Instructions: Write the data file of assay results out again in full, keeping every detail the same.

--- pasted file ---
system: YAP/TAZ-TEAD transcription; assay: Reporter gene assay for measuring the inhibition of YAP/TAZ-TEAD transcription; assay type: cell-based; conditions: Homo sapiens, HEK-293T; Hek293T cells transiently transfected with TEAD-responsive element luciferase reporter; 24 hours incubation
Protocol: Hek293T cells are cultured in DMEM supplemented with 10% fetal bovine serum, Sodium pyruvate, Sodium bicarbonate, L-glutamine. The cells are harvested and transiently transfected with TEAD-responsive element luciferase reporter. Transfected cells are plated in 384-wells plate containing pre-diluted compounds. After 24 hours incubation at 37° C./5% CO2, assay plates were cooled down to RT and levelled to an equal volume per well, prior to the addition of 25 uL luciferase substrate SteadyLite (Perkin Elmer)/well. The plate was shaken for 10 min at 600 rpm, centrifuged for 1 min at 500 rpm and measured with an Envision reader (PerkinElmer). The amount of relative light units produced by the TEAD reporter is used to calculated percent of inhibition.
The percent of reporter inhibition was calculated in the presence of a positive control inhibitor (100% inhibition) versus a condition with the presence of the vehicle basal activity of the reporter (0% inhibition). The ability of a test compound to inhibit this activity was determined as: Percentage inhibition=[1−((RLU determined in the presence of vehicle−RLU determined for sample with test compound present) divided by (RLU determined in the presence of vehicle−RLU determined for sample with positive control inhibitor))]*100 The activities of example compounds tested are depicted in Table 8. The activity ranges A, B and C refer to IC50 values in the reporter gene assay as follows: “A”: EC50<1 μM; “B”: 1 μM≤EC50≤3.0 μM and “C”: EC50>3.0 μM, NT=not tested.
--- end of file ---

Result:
system: YAP/TAZ-TEAD transcription; assay: Reporter gene assay for measuring the inhibition of YAP/TAZ-TEAD transcription; assay type: cell-based; conditions: Homo sapiens, HEK-293T; Hek293T cells transiently transfected with TEAD-responsive element luciferase reporter; 24 hours incubation
Protocol: Hek293T cells are cultured in DMEM supplemented with 10% fetal bovine serum, Sodium pyruvate, Sodium bicarbonate, L-glutamine. The cells are harvested and transiently transfected with TEAD-responsive element luciferase reporter. Transfected cells are plated in 384-wells plate containing pre-diluted compounds. After 24 hours incubation at 37° C./5% CO2, assay plates were cooled down to RT and levelled to an equal volume per well, prior to the addition of 25 uL luciferase substrate SteadyLite (Perkin Elmer)/well. The plate was shaken for 10 min at 600 rpm, centrifuged for 1 min at 500 rpm and measured with an Envision reader (PerkinElmer). The amount of relative light units produced by the TEAD reporter is used to calculated percent of inhibition.
The percent of reporter inhibition was calculated in the presence of a positive control inhibitor (100% inhibition) versus a condition with the presence of the vehicle basal activity of the reporter (0% inhibition). The ability of a test compound to inhibit this activity was determined as: Percentage inhibition=[1−((RLU determined in the presence of vehicle−RLU determined for sample with test compound present) divided by (RLU determined in the presence of vehicle−RLU determined for sample with positive control inhibitor))]*100 The activities of example compounds tested are depicted in Table 8. The activity ranges A, B and C refer to IC50 values in the reporter gene assay as follows: “A”: EC50<1 μM; “B”: 1 μM≤EC50≤3.0 μM and “C”: EC50>3.0 μM, NT=not tested.